One of the points that remained uncertain from these studies is that microtubule binding and nucleotide release were characterized in the same structure and, therefore, it was difficult to ascertain which structural changes were due to each of the two steps of the mechanism. One way to answer this question is to study apo-kinesin in the absence of microtubules. Mutations have been identified that accelerate nucleotide release by a kinesin from several times13,17,18 to several hundred-fold19 but the structural consequences of these mutations have only been sparsely investigated. Here we characterized kinesin-1 P-loop mutations that interfere with ADP binding and determined the structure of the corresponding mutated nucleotide-free kinesins. Remarkably, these structures are mostly similar to those of ADP-kinesin or of tubulin-bound apo-kinesin; these conformations are also adopted by the parental, nucleotide-depleted, wild-type protein. Most importantly, our results enlighten the mechanism of ADP release from kinesins.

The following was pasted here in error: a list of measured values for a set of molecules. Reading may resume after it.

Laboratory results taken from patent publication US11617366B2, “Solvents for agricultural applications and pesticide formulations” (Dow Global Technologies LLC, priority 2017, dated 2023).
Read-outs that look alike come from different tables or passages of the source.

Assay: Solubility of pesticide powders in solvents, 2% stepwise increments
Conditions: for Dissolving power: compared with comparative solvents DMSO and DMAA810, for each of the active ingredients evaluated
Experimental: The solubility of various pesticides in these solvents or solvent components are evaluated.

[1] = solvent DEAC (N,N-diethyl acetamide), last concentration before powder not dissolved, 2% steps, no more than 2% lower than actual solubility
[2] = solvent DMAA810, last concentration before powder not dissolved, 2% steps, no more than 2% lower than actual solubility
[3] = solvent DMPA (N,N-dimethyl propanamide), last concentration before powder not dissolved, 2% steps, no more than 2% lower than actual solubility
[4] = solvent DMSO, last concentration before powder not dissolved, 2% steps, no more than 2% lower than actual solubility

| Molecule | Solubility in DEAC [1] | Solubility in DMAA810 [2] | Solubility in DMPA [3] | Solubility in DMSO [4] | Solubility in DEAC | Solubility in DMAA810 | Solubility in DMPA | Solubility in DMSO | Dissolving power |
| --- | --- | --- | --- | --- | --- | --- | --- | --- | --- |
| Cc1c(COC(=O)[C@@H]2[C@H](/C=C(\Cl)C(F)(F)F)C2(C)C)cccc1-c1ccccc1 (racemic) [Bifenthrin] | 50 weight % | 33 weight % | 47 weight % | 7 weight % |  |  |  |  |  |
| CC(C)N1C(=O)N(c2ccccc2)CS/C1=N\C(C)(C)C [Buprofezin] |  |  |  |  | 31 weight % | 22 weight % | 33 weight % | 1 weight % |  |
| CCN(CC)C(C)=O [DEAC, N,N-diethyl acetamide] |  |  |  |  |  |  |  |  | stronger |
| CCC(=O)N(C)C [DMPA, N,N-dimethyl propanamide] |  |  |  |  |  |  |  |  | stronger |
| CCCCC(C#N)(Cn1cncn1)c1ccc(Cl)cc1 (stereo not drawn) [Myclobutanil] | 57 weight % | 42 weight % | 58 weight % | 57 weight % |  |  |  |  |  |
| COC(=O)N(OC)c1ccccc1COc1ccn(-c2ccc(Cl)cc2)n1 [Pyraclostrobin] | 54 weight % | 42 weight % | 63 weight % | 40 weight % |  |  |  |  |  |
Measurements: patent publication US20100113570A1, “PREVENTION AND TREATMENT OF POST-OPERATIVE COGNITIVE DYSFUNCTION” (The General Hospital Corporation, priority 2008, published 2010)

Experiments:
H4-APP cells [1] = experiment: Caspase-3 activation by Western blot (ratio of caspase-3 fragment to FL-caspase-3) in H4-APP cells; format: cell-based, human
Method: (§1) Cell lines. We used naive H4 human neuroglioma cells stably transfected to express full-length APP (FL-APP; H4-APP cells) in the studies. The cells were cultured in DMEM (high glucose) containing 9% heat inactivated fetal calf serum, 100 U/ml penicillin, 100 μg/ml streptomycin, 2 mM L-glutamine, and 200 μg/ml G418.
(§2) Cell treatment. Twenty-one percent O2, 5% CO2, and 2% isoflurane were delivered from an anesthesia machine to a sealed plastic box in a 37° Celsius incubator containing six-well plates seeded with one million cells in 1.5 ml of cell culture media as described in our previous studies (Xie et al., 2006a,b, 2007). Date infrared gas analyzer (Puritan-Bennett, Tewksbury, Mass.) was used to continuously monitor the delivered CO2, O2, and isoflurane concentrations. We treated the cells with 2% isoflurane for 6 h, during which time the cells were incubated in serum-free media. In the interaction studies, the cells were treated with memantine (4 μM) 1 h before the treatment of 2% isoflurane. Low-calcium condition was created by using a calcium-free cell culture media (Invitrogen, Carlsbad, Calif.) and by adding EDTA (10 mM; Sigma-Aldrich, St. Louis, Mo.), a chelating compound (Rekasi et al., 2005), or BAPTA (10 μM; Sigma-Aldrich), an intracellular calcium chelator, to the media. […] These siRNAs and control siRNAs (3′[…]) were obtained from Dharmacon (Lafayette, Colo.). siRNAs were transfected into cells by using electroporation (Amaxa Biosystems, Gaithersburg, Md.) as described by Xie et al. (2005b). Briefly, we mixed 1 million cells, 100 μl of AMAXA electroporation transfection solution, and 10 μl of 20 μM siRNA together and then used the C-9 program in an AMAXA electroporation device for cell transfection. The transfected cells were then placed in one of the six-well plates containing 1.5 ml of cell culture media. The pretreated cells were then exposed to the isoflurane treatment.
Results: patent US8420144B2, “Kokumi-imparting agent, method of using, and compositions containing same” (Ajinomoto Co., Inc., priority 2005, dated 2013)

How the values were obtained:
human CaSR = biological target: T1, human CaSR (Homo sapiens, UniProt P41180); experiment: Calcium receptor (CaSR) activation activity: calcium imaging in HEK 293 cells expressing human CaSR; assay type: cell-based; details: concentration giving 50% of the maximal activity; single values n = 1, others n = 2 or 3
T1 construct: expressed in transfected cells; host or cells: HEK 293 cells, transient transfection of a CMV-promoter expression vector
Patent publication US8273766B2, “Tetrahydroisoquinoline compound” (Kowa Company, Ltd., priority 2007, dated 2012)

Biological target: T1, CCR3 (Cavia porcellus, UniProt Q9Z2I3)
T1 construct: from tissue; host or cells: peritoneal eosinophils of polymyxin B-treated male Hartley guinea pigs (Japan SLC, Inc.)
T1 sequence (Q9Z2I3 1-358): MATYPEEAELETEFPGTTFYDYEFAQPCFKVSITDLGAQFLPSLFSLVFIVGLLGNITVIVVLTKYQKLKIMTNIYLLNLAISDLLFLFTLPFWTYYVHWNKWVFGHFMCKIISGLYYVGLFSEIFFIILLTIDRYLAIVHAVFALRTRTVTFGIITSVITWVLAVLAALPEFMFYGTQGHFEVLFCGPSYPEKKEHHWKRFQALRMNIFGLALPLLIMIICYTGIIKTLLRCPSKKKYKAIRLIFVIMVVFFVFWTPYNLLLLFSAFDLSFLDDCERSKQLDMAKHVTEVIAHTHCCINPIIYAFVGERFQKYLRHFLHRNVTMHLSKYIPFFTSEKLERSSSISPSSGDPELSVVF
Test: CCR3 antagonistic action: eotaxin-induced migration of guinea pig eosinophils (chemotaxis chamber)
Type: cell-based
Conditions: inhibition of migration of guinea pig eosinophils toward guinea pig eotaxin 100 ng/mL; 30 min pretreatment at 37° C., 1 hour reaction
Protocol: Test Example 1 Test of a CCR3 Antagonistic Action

Results and Discussion

Mutational approach to enhance nucleotide release from kinesin-1